But you would be forgiven if you had not heard of him or his Institute. In 1933, within a month of Hitler being appointed Chancellor of Germany, Berlin’s gay clubs were purged, and organized “homophile” groups were outlawed. Numerous members of the queer community, who saw the writing on the wall, fled to other friendlier countries. The Institute quickly became a target of the new regime. And in May 1933, in a move to purge Germany of all elements seen as “un-German,” unproductive to the character of German Volk and to the continued strength of the German state, the book burnings began.
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The Institute was the start. On May 6, 1933, members of the German Student Union — by then a Hitler Youth organization — raided the institute. Some 20,000 books that consisted of all the research we had on the LGBT community in the Western World, were hauled a few blocks over to Opernplatz, where they were burned in a multiple-day bonfire of destruction. The Nazis approached their work with a religious fervor, comparing the need to “cleanse” Germany with Martin Luther’s symbolic burning of the papal bull, even going so far as to declare 12 Theses that declared a need for a pure German language and culture.
Dora Richter is believed to have been killed in the initial raid.
Today we see this same spirit of censorship rising as an ultra-religious right-wing targets LGBT books and content for censorship, as well as books that accurately discuss America’s history of slavery and racism. Some government officials have pledged to burn books. Others threaten library funding for carrying LGBT books. And libraries across the nation have been subject to protests for hosting Drag Queen Story Hours, for being safe spaces for LGBT youth, and for not bowing to the pressure.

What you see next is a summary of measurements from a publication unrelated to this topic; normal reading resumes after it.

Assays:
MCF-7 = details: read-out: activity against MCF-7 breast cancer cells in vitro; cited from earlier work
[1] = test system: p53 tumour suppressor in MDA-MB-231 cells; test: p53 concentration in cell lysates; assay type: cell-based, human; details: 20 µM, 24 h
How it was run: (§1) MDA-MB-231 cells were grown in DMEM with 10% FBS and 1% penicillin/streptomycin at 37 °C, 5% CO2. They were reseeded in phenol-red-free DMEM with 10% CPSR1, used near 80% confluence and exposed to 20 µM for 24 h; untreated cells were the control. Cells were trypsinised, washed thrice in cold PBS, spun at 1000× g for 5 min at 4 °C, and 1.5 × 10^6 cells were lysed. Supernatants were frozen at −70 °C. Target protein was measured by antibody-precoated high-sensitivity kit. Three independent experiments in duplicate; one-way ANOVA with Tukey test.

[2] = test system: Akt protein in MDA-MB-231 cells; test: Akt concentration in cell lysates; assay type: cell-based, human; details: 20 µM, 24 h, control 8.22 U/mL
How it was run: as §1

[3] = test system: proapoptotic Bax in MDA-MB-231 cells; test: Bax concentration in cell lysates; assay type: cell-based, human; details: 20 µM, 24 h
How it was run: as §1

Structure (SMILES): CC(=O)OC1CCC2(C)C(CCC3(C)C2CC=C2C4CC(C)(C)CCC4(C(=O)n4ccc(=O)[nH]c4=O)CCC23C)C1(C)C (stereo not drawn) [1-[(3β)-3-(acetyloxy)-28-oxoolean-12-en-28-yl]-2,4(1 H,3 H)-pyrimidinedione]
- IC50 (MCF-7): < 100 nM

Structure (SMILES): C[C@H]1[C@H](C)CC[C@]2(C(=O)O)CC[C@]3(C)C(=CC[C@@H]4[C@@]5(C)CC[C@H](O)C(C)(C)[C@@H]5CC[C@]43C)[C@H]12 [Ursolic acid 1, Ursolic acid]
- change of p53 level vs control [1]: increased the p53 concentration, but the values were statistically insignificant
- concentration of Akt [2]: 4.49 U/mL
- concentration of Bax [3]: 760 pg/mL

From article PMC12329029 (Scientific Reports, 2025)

Like our libraries today, the Institute was not just a place for books but a place of gathering for a community. It was a home, a hospital, a club, a place of study, and a place of caring. It was a repository of knowledge, yes, but it was also a gathering place for a marginalized community, one in which they could feel heard and cared for and embraced for who they are. The Institute demonstrates that libraries have long been the center of community for many marginalized and forgotten people in society. And those who want to destroy those communities know that, which is why libraries are the canary in the coal mine of authoritarian movements. We lose our libraries and we lose ourselves.
Dianna E. Anderson is the author of the forthcoming book IN TRANSIT: BEING NON-BINARY IN A WORLD OF DICHOTOMIES, which is available for pre-order now. They hold a Master of Studies in Women’s Studies from the University of Oxford and now live in Minneapolis, MN, where they, of course, are a card-carrying patron of the Hennepin County Libraries.